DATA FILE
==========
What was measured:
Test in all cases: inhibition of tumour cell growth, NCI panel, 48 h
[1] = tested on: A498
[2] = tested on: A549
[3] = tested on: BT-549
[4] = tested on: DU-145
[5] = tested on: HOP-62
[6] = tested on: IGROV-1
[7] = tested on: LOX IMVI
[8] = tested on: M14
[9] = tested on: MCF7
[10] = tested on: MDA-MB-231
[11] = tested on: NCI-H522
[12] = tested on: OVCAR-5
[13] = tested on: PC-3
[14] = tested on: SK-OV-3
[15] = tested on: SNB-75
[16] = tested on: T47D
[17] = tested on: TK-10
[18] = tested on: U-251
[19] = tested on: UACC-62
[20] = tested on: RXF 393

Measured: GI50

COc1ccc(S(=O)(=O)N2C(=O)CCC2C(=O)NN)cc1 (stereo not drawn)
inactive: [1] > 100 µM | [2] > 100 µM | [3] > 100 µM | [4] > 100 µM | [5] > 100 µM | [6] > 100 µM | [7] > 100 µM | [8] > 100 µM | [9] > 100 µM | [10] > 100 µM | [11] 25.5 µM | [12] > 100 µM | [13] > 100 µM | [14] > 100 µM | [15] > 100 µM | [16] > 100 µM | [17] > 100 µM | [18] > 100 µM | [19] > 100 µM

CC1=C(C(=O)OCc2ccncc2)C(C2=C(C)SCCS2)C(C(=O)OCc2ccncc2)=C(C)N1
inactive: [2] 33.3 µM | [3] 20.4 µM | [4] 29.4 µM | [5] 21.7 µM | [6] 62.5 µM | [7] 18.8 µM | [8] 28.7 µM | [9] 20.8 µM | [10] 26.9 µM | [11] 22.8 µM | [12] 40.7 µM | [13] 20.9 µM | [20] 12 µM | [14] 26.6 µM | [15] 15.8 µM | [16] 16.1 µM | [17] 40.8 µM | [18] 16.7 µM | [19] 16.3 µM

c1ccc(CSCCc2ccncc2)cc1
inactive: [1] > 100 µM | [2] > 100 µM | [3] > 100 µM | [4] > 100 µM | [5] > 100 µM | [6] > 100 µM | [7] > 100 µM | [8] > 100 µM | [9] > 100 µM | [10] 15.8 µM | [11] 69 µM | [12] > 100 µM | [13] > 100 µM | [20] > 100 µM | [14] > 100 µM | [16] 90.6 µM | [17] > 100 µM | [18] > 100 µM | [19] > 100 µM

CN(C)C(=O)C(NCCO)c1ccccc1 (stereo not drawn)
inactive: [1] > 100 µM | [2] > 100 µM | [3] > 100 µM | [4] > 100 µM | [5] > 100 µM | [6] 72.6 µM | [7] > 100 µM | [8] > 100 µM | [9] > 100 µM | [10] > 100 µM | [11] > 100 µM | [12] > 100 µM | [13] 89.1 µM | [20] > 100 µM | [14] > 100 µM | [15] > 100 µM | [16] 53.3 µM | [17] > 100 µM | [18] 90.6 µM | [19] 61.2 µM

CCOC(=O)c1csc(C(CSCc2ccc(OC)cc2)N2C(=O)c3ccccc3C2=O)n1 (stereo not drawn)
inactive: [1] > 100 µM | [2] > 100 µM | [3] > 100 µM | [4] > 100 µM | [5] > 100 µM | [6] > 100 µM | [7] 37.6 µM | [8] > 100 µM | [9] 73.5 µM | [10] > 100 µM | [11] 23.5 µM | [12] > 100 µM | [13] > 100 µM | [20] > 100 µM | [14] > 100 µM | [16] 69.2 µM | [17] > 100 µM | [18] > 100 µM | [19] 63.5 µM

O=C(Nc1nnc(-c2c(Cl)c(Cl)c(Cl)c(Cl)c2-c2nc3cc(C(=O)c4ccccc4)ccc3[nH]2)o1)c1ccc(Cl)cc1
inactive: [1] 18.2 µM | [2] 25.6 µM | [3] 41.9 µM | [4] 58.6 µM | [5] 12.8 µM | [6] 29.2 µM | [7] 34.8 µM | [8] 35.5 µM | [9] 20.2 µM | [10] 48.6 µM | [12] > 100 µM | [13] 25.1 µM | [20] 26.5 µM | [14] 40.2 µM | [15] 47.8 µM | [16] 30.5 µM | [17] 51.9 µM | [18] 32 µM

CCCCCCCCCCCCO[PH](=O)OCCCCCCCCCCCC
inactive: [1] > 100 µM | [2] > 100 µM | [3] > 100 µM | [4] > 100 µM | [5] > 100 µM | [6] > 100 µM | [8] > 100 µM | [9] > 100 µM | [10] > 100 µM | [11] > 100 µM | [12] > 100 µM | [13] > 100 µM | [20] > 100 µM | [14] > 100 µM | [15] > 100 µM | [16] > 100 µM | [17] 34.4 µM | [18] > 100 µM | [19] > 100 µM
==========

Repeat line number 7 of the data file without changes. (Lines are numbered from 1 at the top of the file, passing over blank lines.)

[5] = tested on: HOP-62